Undershirt

Sorry, Guys, It’s Time to Ditch Your Undershirt

It’s perpetually unsexy and just adds more bulk to your sweaty bod

The undershirt is over. It’s peak uptight-business-guy Mad Men fashion, and its heyday ended long ago. I haven’t worn undershirts since I was a kid. Rarely do I see one out in the wild. Not even my dad, who’s in his 60s, wears undershirts anymore. It’s time to finally bury this tired, regressive trend.

Yes, I know what you’re thinking. Undershirts can serve a purpose. They help conceal imperfections to maintain a sleek and clean exterior. But, brothers, there are better alternatives that won’t add bulk to your torso. We’ve done away with the 1960s-era cigarettes, hair gels and fat ties. So why the hell is the undershirt still here?

Expose Yourself — And Your Tank Tops

First, let’s determine what exactly an undershirt is. Wearing a white tank top under a button-down is still stylish, IMO. A white crew-neck, however, is too nerdy. And not skater-kid nerdy, like socks, which are back in fashion.

In the latest Hollywood Reporter, celebrity stylist Ilaria Urbinati put Breaking Bad’s Aaron Paul in a white tank under a short-sleeved button-down. Similarly, impeccably cool actor LaKeith Stanfield wore a horizontal striped tank under a vertical striped jacket for Esquire U.K.

The men are not wearing undershirts in the traditional sense. Exposing the tank is the point of the look. The conventional way to wear an undershirt is literally under another shirt, not meant to be seen. All too often, it still rears its ugly white hem. 

Take a look at Shawn Mendes’ recent MTV VMA style. The guy is so fucking hot the last thing I want to see when I’m staring at him is a piercing white undershirt. 

My eyes don’t know where to land. The curly hair, the teal suit, the dainty necklace are all pulling enough visual weight that this look does not need a blinding panel of white. This isn’t a business meeting, Mendes. Show us that chest.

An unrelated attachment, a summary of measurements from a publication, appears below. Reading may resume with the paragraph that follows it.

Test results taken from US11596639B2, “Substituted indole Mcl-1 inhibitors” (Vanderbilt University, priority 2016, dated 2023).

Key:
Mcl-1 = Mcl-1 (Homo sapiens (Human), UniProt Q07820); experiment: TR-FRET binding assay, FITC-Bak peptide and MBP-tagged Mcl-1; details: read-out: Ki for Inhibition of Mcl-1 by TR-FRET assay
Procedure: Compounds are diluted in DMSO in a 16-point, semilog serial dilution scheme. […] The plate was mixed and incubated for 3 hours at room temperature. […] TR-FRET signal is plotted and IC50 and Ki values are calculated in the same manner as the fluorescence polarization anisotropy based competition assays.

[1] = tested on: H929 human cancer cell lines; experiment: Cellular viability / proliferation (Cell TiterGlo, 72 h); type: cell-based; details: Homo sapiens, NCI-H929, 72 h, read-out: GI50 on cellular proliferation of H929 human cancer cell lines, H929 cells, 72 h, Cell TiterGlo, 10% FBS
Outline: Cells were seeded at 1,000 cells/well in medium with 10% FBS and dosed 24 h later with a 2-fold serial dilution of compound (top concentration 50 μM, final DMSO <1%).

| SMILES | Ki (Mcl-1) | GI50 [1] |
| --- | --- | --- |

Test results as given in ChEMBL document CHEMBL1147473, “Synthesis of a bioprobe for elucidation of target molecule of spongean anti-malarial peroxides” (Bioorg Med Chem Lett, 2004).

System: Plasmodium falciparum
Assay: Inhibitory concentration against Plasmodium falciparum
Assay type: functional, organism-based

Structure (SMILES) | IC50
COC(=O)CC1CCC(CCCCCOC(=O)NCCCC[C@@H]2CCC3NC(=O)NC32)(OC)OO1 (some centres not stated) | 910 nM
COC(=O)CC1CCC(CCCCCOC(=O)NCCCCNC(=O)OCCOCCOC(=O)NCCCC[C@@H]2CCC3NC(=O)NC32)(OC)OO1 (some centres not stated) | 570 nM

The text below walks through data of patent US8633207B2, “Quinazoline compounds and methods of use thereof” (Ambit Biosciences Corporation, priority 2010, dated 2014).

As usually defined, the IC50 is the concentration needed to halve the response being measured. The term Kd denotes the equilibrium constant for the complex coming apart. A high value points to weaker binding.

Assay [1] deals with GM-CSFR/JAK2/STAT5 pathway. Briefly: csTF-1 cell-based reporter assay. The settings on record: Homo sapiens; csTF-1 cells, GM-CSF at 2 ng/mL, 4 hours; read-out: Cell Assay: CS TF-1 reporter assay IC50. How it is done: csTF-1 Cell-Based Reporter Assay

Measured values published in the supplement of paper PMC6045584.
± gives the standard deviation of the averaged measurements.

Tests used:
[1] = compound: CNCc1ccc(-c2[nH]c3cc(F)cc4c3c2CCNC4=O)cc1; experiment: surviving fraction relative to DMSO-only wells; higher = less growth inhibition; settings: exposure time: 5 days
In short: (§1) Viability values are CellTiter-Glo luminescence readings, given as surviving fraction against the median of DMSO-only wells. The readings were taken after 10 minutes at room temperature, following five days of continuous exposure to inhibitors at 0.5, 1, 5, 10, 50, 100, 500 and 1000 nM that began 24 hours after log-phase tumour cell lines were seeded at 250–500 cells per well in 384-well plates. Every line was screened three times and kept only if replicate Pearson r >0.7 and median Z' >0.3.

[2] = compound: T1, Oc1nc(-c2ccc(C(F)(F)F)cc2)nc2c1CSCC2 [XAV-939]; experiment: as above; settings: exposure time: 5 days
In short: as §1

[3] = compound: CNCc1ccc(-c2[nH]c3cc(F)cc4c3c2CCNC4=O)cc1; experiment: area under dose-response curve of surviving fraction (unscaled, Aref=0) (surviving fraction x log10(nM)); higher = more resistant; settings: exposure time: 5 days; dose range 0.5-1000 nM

Embrace Your Imperfection — And Your Chest Hair

Undershirts can serve a practical purpose. “If you’re worried about chest hair or nipples showing through, or if the shirt fabric leaves you feeling slightly uncomfortable, guess what, that fucks with your head and your confidence,” says Tug Samarreta, a.k.a. the Undershirt Guy — the self-appointed “world’s undershirt and underwear expert.”

But you can still embrace your strengths without one. Chest hair  — and the occasionally exposed nipple — is sexy and stylish. Flaunt it. Look how Queer Eye icon Jonathan Van Ness let his chest hair out for his stunning Creative Arts Emmys dress.

Or look at the Jonas Brothers. What is DILF hottie Kevin covering up??

No Undershirt? Don’t Sweat It

Sweat management is the pro-undershirt camp’s big defense. But adding yet another sweat-blocking layer on top of the body has never made sense to me. If you’re trying to cool down, the last thing you want to do is bulk up with more fabric.

Of course, the “Undershirt Guy” Samarreta disagrees: “If you’re worried about getting visible sweat marks on your outer shirts, you’d likely be a bit worried or self-conscious. Even if it’s a slight amount, it’s still negatively affecting your confidence.” He suggests fabrics that absorb better and dry faster than cotton, such as micromodal, Tencel and viscose.

So why not eschew the undershirt entirely and wear a non-cotton dress shirt? Several startup brands specialize in dress shirts you (hopefully) won’t sweat through. If it’s not a work function, unbutton that linen shirt and roll up the sleeves like you just got off the beach in Mykonos. If you’re sweating, fucking great. You look hot because you are hot.

If you have hyperhidrosis or you profusely sweat, there are other remedies. Samarreta ranked the best antiperspirants, settling on the Degree Adrenaline series. So buff up your deodorant before you fall back on the cotton undershirt.

It’s Time to Break Free

Confidence doesn’t look like hiding under layer after layer — it’s embracing what you have going for you. My crusade against the undershirt is about forgoing the rigidity of traditional menswear. Men’s fashion has always been constraining, unchanging and repressive, reinforcing traditional norms of masculinity while failing to accommodate the wide array of of men’s bodies. That’s why the new conversations around size diversity, fetishwear and genderfuck dress are all rooted in an understanding that dinosaurs must die.

Ditching the undershirt is simply your first way to say, “Fuck you, I sweat. So what?”